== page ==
Ellton conveyor minimises Hunter Valley truck movements for Rio

THE Ellton Group has finished constructing a 2km overland coal conveyor, while a skyline stacker conveyor system has eliminated the need for heavy trucks to transfer coal from another loadout facility during peak production at Rio Tinto Coal’s Hunter Valley operations.
Ellton conveyor minimises Hunter Valley truck movements for Rio Ellton conveyor minimises Hunter Valley truck movements for Rio Ellton conveyor minimises Hunter Valley truck movements for Rio Ellton conveyor minimises Hunter Valley truck movements for Rio Ellton conveyor minimises Hunter Valley truck movements for Rio

Ellton's innovative conveyor and skyline gantry system at Rio Tinto Coal's Hunter Valley operations

Lou Caruana

The system combines engineering innovation and efficiency with built-in safety and environmental excellence, Ellton Group managing director Mark Elliott said.

“One of the many unique aspects of the design was the complete incorporation of an existing skyline gantry system contained within the new structure,” he said.

“The old gantry had a tripper running through it. We built our new, higher-capacity structure around the existing tripper gantry, running the conveyor in the opposite direction but sharing a radically improved and strengthened structure that easily and safely handles higher conveyor loadings but is designed to minimize additional mass and wind loadings.

“I think one of things that impressed Rio Tinto was that we didn’t attempt to impose standard solutions on their unique technical and site issues.”

The 1400mm belt conveyor system is rated at 2400TH and driven by ground-mounted Bonfiglioli Power Pack drives.

Elliott said the conveyor design overcame numerous environmental and structural challenges because it traversed reclaimed and subsidence-prone land to deliver high volumes of coal to an existing stockpile facility. The cost-efficient design that incorporated recycled previous structures, and was delivered safely and within budget.

Working in consultation with Rio Tinto Coal operations staff and their consultants, Ellton developed numerous options that made good use of existing infrastructure while observing rigorous safety and environmental standards, Elliott said.

The benefit of this innovative approach was seen in the way in which Ellton repaired and strengthened existing trestles and piers to withstand new loads, for example, providing a solution for less than half their expected price, he said.

“That’s the sort of thing you can do as a younger, nimble and innovative supplier,” Elliott said.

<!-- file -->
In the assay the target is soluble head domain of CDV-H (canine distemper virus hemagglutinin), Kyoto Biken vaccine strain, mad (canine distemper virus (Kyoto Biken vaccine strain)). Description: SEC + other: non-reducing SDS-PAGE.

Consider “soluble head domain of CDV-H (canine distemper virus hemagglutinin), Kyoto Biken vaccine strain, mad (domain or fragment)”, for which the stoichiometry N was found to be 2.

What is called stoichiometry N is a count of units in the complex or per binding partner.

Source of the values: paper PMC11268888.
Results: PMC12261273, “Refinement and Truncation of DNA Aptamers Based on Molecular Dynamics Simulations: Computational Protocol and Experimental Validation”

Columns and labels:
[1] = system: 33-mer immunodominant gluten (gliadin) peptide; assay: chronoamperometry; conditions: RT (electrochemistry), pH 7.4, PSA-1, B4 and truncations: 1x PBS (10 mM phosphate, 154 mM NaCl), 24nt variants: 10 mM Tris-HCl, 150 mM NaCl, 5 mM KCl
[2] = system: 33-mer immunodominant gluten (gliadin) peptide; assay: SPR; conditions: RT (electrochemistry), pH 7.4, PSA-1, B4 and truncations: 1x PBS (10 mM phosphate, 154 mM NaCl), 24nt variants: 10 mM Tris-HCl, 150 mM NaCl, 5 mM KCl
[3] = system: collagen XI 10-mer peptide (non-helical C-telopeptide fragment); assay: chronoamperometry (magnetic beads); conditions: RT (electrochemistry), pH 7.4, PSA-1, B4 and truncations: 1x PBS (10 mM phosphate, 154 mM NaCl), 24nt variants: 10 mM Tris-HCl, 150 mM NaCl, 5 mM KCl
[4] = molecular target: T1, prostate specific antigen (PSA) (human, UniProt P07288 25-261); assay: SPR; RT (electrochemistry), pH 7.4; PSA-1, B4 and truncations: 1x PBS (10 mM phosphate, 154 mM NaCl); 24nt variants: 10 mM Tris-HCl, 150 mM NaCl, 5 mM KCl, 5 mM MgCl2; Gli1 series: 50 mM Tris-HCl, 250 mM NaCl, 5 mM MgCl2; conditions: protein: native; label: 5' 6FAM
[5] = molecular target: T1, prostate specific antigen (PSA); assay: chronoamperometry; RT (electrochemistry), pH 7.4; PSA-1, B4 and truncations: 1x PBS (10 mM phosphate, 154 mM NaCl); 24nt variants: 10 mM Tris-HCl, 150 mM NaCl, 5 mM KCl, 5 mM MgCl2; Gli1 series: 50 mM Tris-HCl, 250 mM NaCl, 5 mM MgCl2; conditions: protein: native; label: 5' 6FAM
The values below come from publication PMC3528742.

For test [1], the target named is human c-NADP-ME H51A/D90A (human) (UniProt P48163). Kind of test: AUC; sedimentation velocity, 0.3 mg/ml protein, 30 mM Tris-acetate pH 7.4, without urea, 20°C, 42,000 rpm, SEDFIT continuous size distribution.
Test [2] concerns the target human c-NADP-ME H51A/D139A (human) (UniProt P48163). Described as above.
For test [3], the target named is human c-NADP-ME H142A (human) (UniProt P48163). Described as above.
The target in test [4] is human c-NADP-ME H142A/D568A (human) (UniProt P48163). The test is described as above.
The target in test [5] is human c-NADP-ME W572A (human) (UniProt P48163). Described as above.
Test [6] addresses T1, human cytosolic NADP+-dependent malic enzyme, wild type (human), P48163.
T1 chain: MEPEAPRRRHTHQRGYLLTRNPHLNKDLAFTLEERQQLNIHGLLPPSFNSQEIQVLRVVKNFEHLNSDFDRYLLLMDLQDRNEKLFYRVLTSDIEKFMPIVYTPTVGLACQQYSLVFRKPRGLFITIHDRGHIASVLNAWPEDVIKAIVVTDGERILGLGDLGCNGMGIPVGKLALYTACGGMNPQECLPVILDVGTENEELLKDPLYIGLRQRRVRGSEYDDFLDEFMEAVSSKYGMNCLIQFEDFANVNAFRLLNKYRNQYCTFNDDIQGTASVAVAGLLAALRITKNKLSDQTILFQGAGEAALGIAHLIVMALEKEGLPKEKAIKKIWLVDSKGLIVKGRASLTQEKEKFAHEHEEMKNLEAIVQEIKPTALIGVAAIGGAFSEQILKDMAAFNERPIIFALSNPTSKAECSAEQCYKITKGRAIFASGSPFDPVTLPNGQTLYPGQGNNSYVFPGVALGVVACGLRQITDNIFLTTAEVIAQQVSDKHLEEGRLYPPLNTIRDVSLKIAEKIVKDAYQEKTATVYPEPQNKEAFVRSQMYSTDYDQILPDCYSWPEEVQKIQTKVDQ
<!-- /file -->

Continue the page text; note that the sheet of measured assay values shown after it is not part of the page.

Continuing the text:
“While we have had plenty of experience, particularly in the Hunter Valley, we are not bound to old ways of doing things or regimented thinking that says we have to tear down everything that’s already there and start again. As a company committed to efficiency, sustainability and minimising the impact on the environment, I think Rio Tinto were impressed by our close attention to their wishes.

“We certainly had to submit a very competitive tender and pass thorough scrutiny of our credentials and experience, but I believe one of our winning edges was the ability introduce fresh thinking to issues facing mine operators.”

Examples of design, safety and environmental initiatives introduced on the project include safe and efficient design of the trestle structures carrying the overland conveyor above extensive areas of reclaimed and previously mined land that is prone to subsidence.

The solution included trestle structures and roof sections that were not only structurally independent of each other, but also independently adjustable in three dimensions if and when issues arise.

The project also displayed sound economics as well as a focus on environmental results meant that maximum utilisation of existing infrastructure was a prime objective. However, wanting to incorporate existing structures in the final design that were not originally rated for the revised duty was only part of the design challenge, Elliott said.

The upgrade works had to occur whilst the existing plant continued to operate, so the new design had to be suitable for construction in and around equipment that could not be stopped or demolished.

Bonfiglioli Power Packs were custom engineered in Australia for Ellton, Elliott said.

“The drives were specified by Bonfiglioli business development manager Kris Jaryn, with whom we have worked well before,” Elliott said.

“He is a proven performer and Bonfiglioli is a respected supplier that gave us what we needed, when we needed it to provide on-time performance.”